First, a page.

The maximum MERV rated filter you can use with an older HVAC system should not exceed 7 or 8, while newer equipment may be able to handle a filter up to 12 MERV. Before selecting a filter with such a high rating, check the owner’s manual or consult your HVAC contractor. Filters that are too dense will slow airflow through the air handler, which can damage your system as much running it with clogged filters. If you choose a higher rated filter, check it regularly; it will trap more particulates faster than a lower-rated filter.
For people with severe allergies, asthma or a compromised respiratory system, the best way to improve indoor air quality is with HEPA (High Efficiency Particulate Air) filtration. These filters are rated between 17 and 20 MERV and trap 99.9 percent of particles 0.3 microns and larger. HEPA filters are so effective because they combine different methods for trapping and arresting particulates. They can even stop bacteria and viruses.
However, they’re too dense and thick to use in a regular residential HVAC system without mechanically boosting airflow, and a whole-house HEPA filtration system requires professional installation. They have a supplemental fan that pulls the precise amount of air through the filter that your HVAC system needs to run efficiently. HEPA filters need to be replaced periodically depending on the indoor particulate load, typically once a year. Some come with carbon filters that help remove odors from your home. As effective as HEPA filters are, they won’t be able to remove all the particulates from smoke or eliminate all odors.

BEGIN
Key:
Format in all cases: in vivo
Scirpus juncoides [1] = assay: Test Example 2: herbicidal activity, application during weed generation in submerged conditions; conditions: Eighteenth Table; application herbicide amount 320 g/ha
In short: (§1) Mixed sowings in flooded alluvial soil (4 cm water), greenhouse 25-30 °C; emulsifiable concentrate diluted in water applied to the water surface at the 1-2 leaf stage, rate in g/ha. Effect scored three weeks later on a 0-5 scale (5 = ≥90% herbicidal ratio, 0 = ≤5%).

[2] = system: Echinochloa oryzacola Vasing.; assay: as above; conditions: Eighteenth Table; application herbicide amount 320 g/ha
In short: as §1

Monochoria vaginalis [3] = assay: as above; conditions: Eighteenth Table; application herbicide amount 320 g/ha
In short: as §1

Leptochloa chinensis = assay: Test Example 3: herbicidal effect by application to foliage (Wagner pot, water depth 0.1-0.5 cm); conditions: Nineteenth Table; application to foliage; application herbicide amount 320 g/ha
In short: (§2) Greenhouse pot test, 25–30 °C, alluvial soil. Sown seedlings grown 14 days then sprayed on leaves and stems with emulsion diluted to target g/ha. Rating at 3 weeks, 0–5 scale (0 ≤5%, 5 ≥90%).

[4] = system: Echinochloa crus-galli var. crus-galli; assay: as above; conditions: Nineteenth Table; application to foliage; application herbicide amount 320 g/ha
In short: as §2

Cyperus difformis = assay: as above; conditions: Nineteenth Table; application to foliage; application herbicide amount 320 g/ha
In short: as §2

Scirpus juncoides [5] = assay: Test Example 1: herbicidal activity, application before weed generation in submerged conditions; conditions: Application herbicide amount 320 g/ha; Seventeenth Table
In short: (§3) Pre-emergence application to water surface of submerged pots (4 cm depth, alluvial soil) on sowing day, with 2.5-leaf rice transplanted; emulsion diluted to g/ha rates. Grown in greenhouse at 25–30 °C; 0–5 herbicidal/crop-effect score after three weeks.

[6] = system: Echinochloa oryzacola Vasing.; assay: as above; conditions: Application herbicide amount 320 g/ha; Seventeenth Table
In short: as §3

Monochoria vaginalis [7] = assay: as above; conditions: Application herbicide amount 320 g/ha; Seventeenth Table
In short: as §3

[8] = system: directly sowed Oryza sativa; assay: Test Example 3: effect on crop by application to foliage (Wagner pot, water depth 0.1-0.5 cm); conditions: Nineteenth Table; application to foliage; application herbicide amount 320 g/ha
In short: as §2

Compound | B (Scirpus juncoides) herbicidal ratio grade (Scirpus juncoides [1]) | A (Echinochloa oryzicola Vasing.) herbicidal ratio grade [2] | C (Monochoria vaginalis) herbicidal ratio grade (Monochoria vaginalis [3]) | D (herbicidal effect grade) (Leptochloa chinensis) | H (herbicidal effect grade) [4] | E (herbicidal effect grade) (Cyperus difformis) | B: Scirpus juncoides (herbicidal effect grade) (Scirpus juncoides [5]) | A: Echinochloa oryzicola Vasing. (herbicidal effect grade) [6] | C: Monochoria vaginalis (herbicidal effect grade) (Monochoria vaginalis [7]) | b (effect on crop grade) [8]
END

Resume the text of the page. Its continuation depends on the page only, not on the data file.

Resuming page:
Mid to High MERV Filtration
Unless you need extensive filtration to improve indoor air quality, you might consider using MERV 8-10 filters. This type of filtration isn’t as costly in the short- or long-term and doesn’t require boosting airflow for the air handler. These pleated filters use increased surface area as part of their design to trap more particles. They provide a nice balance between maintaining system airflow and indoor air quality, without requiring system modifications.
Ultraviolet (UV) lights will reduce the population of mold spores and other organic microorganisms in your home. UV lights imitate sunshine and alter the DNA of bacteria, viruses and mold, keeping them from reproducing. They’re often used in health-care settings, public buildings and restaurants to improve indoor air quality.